Read more about muscle quality

Total body water (%)

The body water percentage is the amount of fluid in the body, expressed as a percentage of the total body weight.

Water plays an important role in various body processes and is found in every cell, tissue and organ. A healthy body water percentage for women is between 45% and 60%. For men, it is between 50% and 65%.

A healthy body fluid percentage reduces the risk of health problems and ensures that the body functions properly.

The body's water content is constantly changing. Water is lost through urine, sweat and breathing, but your hydration level can also vary depending on, for example, alcohol consumption, the flu or menstruation.

The total percentage of bodily fluids decreases as the percentage of body fat increases. A person with a high body fat percentage may fall below the average body water percentage. Please note that your body water measurement should be used as a guideline and not to determine specifically your recommended Body Water Percentage. If you have any questions, always consult an expert such as your doctor.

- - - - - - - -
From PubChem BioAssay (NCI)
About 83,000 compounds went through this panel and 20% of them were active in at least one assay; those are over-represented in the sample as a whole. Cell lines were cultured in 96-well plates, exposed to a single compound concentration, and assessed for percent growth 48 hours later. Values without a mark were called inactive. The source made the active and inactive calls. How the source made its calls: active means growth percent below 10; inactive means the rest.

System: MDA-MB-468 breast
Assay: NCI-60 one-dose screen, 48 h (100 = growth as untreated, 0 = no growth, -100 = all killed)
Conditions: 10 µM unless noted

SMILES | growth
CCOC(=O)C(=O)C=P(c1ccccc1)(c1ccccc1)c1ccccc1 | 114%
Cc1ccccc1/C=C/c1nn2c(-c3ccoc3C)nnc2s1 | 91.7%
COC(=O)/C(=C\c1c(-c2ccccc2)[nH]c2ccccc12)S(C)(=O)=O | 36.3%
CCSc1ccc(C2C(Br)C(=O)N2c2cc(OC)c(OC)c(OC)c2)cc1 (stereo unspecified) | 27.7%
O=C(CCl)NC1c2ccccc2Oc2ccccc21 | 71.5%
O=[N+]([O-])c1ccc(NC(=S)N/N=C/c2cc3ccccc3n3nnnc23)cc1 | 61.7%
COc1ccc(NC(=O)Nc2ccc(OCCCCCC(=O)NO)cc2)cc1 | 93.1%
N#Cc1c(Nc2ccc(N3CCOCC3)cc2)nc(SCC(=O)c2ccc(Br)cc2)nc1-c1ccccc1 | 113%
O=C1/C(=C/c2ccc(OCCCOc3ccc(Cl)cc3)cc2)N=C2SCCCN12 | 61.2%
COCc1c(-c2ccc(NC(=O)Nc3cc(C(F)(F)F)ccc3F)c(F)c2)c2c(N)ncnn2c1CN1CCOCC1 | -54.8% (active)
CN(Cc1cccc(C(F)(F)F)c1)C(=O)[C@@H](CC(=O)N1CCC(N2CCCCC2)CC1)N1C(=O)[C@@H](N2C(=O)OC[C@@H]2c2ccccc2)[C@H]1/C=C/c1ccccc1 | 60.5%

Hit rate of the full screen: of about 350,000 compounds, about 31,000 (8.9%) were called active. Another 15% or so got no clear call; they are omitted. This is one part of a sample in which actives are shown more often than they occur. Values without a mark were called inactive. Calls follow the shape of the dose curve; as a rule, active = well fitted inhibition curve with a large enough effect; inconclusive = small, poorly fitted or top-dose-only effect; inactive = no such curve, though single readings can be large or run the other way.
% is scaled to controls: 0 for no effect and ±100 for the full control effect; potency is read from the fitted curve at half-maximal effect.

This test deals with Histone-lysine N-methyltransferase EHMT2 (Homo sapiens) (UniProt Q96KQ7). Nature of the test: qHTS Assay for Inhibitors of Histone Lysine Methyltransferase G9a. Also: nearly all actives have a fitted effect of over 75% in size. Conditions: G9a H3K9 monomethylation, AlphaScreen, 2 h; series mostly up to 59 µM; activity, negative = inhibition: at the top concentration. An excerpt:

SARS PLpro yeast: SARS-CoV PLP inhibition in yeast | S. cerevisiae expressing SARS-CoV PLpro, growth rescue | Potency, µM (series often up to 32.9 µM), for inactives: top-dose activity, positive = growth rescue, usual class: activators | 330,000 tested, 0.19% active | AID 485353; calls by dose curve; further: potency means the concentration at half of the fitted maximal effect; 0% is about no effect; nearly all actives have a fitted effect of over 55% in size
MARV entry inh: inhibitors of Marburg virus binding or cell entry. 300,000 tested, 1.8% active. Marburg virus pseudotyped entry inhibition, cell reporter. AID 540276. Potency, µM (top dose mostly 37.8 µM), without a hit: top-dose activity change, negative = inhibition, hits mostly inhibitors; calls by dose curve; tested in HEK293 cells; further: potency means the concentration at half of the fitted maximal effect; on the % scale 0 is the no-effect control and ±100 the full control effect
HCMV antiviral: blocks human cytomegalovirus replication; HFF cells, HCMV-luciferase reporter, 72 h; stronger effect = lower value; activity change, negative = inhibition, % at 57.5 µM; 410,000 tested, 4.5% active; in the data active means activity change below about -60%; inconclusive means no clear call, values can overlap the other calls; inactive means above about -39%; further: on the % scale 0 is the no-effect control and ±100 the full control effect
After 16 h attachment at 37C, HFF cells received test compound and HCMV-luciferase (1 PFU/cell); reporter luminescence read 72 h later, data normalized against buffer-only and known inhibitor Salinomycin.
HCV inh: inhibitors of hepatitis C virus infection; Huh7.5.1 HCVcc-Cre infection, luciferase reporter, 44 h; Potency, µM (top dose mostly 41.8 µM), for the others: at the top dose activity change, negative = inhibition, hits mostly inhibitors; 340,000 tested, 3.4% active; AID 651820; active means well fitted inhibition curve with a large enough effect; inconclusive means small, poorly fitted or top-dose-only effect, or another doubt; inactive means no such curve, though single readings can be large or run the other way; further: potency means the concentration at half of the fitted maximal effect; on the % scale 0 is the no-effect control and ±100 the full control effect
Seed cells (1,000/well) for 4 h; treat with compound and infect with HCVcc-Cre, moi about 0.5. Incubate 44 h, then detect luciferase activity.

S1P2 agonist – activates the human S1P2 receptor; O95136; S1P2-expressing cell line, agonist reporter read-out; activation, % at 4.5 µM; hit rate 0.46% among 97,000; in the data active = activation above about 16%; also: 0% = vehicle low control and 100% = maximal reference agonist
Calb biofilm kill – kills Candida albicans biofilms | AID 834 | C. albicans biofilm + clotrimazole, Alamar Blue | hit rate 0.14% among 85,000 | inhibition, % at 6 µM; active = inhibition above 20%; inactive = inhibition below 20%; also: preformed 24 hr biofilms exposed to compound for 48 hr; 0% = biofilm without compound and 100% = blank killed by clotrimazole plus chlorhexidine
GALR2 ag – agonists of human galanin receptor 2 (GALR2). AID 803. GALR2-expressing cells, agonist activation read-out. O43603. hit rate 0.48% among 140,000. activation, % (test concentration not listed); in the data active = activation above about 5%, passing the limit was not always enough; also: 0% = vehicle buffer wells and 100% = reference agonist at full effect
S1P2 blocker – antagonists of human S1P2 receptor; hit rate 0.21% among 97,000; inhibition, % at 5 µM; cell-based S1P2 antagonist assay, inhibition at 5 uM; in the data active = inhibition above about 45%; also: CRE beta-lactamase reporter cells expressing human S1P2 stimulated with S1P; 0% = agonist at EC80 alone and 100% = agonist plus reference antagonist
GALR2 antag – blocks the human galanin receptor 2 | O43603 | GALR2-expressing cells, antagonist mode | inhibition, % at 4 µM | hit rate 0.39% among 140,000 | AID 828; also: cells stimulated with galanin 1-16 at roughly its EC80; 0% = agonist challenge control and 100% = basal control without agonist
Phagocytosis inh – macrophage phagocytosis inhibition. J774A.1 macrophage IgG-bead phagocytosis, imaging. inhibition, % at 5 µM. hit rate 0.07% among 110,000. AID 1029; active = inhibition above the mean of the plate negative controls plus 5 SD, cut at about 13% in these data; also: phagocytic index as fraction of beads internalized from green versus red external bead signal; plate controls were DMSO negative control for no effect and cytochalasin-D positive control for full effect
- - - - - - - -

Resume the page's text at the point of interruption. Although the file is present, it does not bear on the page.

Read more about body water

Bone mass

The estimated weight of bone mineral in your body.

Healthy bones and a healthy bone mass are important for your body's strength, movement and load. This is necessary because you have an increase in bone mass up until the age of 30. After this age, the bone mass will slowly decrease. This does not immediately lead to problems, especially if you take care of a good balance in your body. Although it is unlikely that your bone mass will change within a short period of time, you would do well to check this with some regularity. The body analysis scale calculates your bone mass within seconds. This is done using a statistical calculation based on existing studies. These studies have shown that there is a close correlation between the weight of your bones and your lean mass.